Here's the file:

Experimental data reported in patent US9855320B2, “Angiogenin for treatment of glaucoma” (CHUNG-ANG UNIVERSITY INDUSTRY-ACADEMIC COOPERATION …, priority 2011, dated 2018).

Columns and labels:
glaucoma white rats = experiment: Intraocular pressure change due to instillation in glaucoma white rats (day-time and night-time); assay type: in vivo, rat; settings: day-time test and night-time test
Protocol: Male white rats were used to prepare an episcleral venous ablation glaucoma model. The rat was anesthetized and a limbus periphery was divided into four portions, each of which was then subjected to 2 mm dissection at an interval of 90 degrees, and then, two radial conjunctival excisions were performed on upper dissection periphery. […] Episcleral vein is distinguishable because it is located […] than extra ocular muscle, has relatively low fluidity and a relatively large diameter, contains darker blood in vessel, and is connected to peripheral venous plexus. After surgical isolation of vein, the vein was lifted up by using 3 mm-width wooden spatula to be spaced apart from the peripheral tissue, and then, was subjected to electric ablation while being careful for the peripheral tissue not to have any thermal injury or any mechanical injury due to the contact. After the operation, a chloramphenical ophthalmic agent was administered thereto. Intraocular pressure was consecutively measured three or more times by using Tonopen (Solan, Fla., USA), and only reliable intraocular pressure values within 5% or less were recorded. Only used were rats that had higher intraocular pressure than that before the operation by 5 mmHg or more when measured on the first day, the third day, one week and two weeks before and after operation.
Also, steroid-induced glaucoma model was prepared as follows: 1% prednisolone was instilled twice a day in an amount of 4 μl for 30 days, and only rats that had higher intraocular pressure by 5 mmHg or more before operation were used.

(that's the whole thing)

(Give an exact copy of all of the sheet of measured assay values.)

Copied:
Experimental data reported in patent US9855320B2, “Angiogenin for treatment of glaucoma” (CHUNG-ANG UNIVERSITY INDUSTRY-ACADEMIC COOPERATION …, priority 2011, dated 2018).

Columns and labels:
glaucoma white rats = experiment: Intraocular pressure change due to instillation in glaucoma white rats (day-time and night-time); assay type: in vivo, rat; settings: day-time test and night-time test
Protocol: Male white rats were used to prepare an episcleral venous ablation glaucoma model. The rat was anesthetized and a limbus periphery was divided into four portions, each of which was then subjected to 2 mm dissection at an interval of 90 degrees, and then, two radial conjunctival excisions were performed on upper dissection periphery. […] Episcleral vein is distinguishable because it is located […] than extra ocular muscle, has relatively low fluidity and a relatively large diameter, contains darker blood in vessel, and is connected to peripheral venous plexus. After surgical isolation of vein, the vein was lifted up by using 3 mm-width wooden spatula to be spaced apart from the peripheral tissue, and then, was subjected to electric ablation while being careful for the peripheral tissue not to have any thermal injury or any mechanical injury due to the contact. After the operation, a chloramphenical ophthalmic agent was administered thereto. Intraocular pressure was consecutively measured three or more times by using Tonopen (Solan, Fla., USA), and only reliable intraocular pressure values within 5% or less were recorded. Only used were rats that had higher intraocular pressure than that before the operation by 5 mmHg or more when measured on the first day, the third day, one week and two weeks before and after operation.
Also, steroid-induced glaucoma model was prepared as follows: 1% prednisolone was instilled twice a day in an amount of 4 μl for 30 days, and only rats that had higher intraocular pressure by 5 mmHg or more before operation were used.